How do we guarantee an apprenticeship guarantee?
So how should we go about guaranteeing an apprenticeship guarantee? A quick word first about how we shouldn’t. We shouldn’t go back to the Youth Training Scheme of the 1980s or to Programme Led Apprenticeships and re-label things that aren’t real apprenticeships. We also shouldn’t prioritise new apprentices at the expense of existing apprentices. Indeed, they should be prioritised to continue and complete their training. I don’t have a team of civil servants and statisticians modelling the numbers, but I do have six concrete proposals that would help to deliver a massive increase in the number of apprenticeships for young people.
First, I firmly believe that the Apprenticeship Levy has been a positive move for the system, bringing us closer to the ambitious aim of emulating Germany and Switzerland’s apprenticeship culture. But long before COVID hit, there were already concerns that this was funding more middle management apprenticeships at the expense of kickstarting young people’s careers. Now is the time to change that definitively, to refocus the levy pot so that it can be used primarily on apprenticeships for 16-24 year olds and to tackle disadvantage. One option, for example, would be to allow an employer to fully fund the training of a younger apprentice, or an individual from a more disadvantaged background from the levy, but only partially fund an older apprentice.
Second, we must look to the public sector to lead the way, with a massive increase in jobs and apprenticeship opportunities. This will build on the legacy of the amazing work done by apprentices in the NHS and across the front line services during the pandemic. This should be delivered through a much higher target for public bodies, greater accountability and procurement. For example, if the public sector were to hire 50,000 new members of staff a year and the target was increased by 5 percentage points each year, we would end up with almost 4,000 new apprenticeships in 2021 and over 11,000 a year by 2024. However, the public sector is not even meeting its existing target of 2.3 percent, so we need a greater level of drive and accountability in the system. Where possible, we should work to ensure that all new public sector recruits are apprentices and we must hold public sector bodies accountable – be that to my Education Select Committee or another forum. On public procurement, as we build back better and renew our infrastructure, there should be a much greater expectation for the number of apprentices hired in the supply chain. That should be a key consideration for all public sector procurement going forward.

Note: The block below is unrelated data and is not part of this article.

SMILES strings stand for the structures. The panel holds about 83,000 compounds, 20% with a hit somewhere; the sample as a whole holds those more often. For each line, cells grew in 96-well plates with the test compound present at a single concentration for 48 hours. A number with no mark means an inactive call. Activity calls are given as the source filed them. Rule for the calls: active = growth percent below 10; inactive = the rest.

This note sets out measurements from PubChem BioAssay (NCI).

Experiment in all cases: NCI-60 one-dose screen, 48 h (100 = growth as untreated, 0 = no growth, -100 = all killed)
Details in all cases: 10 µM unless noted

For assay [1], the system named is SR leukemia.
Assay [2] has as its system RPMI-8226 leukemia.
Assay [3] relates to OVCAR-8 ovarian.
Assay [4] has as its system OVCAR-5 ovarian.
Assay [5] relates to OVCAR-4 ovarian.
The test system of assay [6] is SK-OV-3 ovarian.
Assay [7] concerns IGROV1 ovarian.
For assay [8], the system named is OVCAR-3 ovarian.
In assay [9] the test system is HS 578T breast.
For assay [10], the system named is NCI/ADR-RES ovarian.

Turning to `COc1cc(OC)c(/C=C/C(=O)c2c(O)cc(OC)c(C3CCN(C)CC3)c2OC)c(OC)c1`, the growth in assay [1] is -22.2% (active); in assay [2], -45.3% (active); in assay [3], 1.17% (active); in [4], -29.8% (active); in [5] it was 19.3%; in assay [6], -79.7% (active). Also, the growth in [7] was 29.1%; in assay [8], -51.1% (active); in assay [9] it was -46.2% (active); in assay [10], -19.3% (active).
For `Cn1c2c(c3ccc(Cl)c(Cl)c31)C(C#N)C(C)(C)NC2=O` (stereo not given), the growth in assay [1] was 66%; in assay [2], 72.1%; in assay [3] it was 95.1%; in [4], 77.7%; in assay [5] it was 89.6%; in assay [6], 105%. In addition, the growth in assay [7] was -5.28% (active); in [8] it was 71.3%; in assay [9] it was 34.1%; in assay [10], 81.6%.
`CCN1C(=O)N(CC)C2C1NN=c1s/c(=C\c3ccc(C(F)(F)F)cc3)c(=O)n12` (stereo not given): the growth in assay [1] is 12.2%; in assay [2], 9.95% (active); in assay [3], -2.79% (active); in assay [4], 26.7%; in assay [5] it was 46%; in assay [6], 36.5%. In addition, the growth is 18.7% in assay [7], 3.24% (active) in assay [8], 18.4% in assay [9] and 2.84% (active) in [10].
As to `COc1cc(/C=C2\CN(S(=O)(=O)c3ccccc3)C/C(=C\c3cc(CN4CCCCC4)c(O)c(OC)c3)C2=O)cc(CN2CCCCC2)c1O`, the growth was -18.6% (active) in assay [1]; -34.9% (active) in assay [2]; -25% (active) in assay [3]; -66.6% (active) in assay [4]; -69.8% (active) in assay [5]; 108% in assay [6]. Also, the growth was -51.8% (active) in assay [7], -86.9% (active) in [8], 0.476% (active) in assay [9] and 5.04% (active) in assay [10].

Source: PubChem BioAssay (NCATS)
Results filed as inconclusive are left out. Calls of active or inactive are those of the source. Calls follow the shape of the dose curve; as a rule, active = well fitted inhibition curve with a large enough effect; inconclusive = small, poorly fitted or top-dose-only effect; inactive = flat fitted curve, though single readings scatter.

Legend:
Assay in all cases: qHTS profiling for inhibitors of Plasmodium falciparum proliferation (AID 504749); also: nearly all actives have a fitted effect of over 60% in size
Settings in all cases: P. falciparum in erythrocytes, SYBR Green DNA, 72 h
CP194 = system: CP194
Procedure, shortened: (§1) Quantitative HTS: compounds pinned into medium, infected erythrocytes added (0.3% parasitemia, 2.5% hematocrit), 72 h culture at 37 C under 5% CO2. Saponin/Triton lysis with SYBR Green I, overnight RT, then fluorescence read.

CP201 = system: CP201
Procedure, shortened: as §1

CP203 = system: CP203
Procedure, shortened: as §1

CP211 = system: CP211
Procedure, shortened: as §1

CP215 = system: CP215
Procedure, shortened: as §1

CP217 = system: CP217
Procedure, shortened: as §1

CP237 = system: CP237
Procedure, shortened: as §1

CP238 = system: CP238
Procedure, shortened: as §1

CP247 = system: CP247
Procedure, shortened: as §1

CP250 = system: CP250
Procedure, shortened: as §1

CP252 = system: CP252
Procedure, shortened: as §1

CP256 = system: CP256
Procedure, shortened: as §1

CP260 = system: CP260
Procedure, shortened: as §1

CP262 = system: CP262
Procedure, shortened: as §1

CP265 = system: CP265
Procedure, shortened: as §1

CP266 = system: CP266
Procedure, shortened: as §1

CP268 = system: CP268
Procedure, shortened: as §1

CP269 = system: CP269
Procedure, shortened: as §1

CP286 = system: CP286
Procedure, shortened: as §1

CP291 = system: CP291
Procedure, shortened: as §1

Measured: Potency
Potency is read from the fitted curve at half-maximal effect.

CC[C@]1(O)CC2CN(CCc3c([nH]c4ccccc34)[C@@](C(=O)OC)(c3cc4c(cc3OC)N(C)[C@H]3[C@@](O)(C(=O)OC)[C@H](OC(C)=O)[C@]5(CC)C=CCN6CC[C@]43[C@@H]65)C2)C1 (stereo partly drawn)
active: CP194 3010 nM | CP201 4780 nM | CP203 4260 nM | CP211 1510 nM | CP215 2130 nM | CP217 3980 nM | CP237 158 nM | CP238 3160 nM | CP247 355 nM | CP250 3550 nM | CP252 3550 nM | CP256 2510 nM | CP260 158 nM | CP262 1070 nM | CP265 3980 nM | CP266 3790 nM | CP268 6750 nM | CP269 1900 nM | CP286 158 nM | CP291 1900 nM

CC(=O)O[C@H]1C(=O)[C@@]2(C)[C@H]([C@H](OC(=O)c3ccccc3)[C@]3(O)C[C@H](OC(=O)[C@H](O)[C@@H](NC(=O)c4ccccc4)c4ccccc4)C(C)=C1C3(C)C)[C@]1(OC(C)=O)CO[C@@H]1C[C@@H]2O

Third, there is no doubt that the Chancellor’s brave decision to introduce the furlough scheme has been vital in protecting businesses, particularly smaller businesses, during lockdown. As we emerge from that period and look to build back better we now need to bring those small businesses and third sector organisations together with the extraordinary talent of our young people to develop new opportunities for growth. As the furlough scheme winds down, the £3 billion National Skills Fund should be used towards covering training costs and the first year of salary costs for small and medium businesses taking on young apprentices. There are a variety of views from providers and employers on the level of this subsidy between 50 and 100 per cent of the wages of the apprentice in their first year. I would start with half the cost – which the Association of Colleges has estimated at £3,000 per apprentice, at a total cost of £1 billion. This could then be topped up by local or regional approaches or increased if more places are needed. Supporting innovation and growth – supporting young people’s development – it’s a win-win.